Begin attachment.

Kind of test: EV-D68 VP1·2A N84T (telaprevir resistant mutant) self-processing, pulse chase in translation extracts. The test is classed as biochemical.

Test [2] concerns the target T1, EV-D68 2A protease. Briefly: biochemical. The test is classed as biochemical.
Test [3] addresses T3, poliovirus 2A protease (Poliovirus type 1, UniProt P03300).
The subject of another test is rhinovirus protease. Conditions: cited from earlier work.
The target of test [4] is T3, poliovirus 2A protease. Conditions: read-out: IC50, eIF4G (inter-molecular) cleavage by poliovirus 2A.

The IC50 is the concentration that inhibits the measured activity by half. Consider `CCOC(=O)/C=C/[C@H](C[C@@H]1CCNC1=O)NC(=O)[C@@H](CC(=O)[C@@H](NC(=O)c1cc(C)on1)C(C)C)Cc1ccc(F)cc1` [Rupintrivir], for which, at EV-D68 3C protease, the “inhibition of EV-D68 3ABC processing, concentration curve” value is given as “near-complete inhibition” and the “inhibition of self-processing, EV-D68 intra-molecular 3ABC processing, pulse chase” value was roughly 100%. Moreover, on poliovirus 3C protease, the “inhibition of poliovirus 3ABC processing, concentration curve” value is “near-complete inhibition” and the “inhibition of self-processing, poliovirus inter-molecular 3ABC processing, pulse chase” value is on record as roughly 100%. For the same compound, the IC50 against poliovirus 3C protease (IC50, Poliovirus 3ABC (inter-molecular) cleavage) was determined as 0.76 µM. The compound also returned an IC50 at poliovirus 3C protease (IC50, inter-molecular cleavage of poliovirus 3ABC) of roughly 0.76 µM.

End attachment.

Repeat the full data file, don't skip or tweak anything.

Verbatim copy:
Kind of test: EV-D68 VP1·2A N84T (telaprevir resistant mutant) self-processing, pulse chase in translation extracts. The test is classed as biochemical.

Test [2] concerns the target T1, EV-D68 2A protease. Briefly: biochemical. The test is classed as biochemical.
Test [3] addresses T3, poliovirus 2A protease (Poliovirus type 1, UniProt P03300).
The subject of another test is rhinovirus protease. Conditions: cited from earlier work.
The target of test [4] is T3, poliovirus 2A protease. Conditions: read-out: IC50, eIF4G (inter-molecular) cleavage by poliovirus 2A.

The IC50 is the concentration that inhibits the measured activity by half. Consider `CCOC(=O)/C=C/[C@H](C[C@@H]1CCNC1=O)NC(=O)[C@@H](CC(=O)[C@@H](NC(=O)c1cc(C)on1)C(C)C)Cc1ccc(F)cc1` [Rupintrivir], for which, at EV-D68 3C protease, the “inhibition of EV-D68 3ABC processing, concentration curve” value is given as “near-complete inhibition” and the “inhibition of self-processing, EV-D68 intra-molecular 3ABC processing, pulse chase” value was roughly 100%. Moreover, on poliovirus 3C protease, the “inhibition of poliovirus 3ABC processing, concentration curve” value is “near-complete inhibition” and the “inhibition of self-processing, poliovirus inter-molecular 3ABC processing, pulse chase” value is on record as roughly 100%. For the same compound, the IC50 against poliovirus 3C protease (IC50, Poliovirus 3ABC (inter-molecular) cleavage) was determined as 0.76 µM. The compound also returned an IC50 at poliovirus 3C protease (IC50, inter-molecular cleavage of poliovirus 3ABC) of roughly 0.76 µM.